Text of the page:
Predicting response to antiretroviral therapy without a genotype: a treatment tool for resource-limited settings

Poster presentation at:

International AIDS Society Conference (IAS)

17th July 2011 - 20th July 2011

Rome, Italy

Larder BA1, Revell AD1, Wang D1, Ene L2, Tempelman H3, Barth RE4, Wensing AM4, Gazzard B5, DeWolf F6, Lane HC7, Montaner JSS8.

The RDI has pioneered the development of computational models that predict response to antiretroviral therapy from baseline data including genotype, typically with 80% accuracy, which are now available online. Genotyping is not generally affordable in resource-limited settings and here we describe the development of models that do not require a genotype, for use in such settings.

Treatment change episodes (TCEs) from >15 countries from the RDI database were partitioned at random into a training set of 14,964 and a test set of 800. A committee of 10 random forest models was developed to predict the probability of follow-up viral load a??400 copies using 10x leave-n out cross-validation (CV). The input variables were baseline viral load, CD4 count, treatment history, drugs in the new regimen and time to follow-up. Receiver-operator characteristic (ROC) curves were plotted during cross validation, with the 800 test set and with test sets from Romania (n=39) and South Africa (n=56). A subset of 57 TCEs from the 800 test set that had genotypes available were also tested with the RDIaEUR(TM)s models that include a genotype.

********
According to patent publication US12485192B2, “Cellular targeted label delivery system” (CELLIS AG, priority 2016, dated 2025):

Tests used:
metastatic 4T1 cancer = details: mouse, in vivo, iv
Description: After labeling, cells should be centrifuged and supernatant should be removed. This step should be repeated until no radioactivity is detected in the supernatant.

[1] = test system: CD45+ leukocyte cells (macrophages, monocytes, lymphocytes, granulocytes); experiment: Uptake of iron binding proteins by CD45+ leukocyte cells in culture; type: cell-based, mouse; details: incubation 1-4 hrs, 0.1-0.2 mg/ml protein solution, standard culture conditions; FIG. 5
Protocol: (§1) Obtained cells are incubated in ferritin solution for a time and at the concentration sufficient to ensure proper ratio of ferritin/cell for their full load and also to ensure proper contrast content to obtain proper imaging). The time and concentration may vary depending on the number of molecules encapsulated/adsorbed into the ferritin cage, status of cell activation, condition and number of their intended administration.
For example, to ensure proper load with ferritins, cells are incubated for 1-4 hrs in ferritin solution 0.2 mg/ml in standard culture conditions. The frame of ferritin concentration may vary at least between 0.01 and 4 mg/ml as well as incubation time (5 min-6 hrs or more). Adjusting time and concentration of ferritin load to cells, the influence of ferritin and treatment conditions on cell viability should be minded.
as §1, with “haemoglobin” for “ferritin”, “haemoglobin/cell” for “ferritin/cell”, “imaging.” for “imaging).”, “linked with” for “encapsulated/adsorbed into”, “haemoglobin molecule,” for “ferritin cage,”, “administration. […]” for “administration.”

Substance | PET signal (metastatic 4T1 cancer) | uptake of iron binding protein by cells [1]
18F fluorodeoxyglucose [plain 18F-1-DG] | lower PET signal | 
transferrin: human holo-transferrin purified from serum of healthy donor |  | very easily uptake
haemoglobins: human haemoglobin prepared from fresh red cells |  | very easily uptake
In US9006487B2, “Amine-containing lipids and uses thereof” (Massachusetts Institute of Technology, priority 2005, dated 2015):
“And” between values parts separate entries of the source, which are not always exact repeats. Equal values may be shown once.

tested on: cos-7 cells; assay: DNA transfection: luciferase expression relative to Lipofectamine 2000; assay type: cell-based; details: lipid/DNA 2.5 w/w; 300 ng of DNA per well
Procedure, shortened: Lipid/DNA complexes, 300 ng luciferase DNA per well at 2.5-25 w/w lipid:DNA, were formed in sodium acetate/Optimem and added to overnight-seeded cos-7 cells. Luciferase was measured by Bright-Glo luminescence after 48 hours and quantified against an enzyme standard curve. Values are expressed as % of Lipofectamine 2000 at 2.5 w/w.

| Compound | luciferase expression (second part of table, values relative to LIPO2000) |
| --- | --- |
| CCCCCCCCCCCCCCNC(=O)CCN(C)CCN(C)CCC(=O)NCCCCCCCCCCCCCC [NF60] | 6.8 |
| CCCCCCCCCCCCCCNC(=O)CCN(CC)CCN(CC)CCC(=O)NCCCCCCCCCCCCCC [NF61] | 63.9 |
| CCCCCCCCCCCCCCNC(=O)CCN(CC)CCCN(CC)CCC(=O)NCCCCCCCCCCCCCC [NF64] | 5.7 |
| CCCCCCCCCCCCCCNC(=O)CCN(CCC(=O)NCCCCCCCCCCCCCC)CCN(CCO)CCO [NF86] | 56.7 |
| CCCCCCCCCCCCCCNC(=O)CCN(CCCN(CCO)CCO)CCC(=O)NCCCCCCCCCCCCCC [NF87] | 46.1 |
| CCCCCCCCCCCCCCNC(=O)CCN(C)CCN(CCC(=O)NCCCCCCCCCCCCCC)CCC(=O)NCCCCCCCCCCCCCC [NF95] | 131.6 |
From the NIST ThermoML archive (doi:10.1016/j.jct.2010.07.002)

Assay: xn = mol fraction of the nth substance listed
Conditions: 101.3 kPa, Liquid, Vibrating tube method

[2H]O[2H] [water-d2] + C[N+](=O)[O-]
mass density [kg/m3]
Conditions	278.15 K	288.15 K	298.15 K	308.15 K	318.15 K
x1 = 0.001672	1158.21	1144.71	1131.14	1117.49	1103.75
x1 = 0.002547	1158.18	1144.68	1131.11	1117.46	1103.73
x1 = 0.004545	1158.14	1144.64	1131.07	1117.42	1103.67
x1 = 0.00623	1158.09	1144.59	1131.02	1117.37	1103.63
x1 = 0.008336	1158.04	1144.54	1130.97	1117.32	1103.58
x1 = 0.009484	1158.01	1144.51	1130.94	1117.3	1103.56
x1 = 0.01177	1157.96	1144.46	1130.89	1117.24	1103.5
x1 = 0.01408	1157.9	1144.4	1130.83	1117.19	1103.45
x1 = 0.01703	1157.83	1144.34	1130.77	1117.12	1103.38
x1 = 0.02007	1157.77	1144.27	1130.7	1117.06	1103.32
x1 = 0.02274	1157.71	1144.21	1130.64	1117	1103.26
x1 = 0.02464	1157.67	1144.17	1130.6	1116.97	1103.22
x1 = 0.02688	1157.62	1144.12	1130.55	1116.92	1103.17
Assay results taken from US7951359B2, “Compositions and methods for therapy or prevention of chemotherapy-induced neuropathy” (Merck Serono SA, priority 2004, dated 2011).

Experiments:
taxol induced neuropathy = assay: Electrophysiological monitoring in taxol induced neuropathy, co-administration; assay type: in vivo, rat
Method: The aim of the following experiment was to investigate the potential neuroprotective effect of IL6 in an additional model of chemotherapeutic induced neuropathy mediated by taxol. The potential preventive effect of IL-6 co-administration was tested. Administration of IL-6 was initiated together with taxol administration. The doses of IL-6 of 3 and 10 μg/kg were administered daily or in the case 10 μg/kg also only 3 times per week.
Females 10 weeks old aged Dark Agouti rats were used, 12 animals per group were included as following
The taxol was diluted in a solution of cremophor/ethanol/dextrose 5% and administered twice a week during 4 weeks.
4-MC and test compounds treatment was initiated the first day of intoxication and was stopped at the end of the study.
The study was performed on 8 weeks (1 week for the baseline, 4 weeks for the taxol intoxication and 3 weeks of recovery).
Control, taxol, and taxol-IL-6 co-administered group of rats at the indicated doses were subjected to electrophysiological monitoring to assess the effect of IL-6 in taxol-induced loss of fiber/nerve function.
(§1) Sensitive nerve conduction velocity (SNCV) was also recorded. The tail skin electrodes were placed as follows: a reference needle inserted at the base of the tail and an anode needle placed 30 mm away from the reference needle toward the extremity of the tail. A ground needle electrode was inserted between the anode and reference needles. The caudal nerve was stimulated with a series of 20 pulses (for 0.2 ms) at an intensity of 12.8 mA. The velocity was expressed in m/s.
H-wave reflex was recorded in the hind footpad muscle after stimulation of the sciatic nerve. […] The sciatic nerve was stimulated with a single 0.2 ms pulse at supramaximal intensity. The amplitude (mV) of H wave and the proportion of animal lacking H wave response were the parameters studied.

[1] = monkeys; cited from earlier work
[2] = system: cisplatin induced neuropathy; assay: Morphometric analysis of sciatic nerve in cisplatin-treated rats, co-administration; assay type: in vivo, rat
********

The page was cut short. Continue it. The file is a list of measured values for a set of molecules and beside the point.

The mean area under the curve (AUC) and overall accuracy (OA) were 0.77 and 72% during CV and 0.77 and 71% with the test dataset. With the Romanian test set the AUC and OA were 0.68 and 67% and with the South African test set 0.69 and 68%. The RDI genotype models achieved an AUC and OA of 0.77 and 74% with the 57 subset, compared to 0.76 and 68% for the aEUR~no-genotypeaEUR(TM) models.

The RF modelsaEUR(TM) predictions were only slightly less accurate than models that include the genotype. They performed well with data from resource-limited clinics not represented in the training dataset suggesting they are generalisable. The models are now available via the RDIaEUR(TM)s online treatment selection tool HIV-TRePS.

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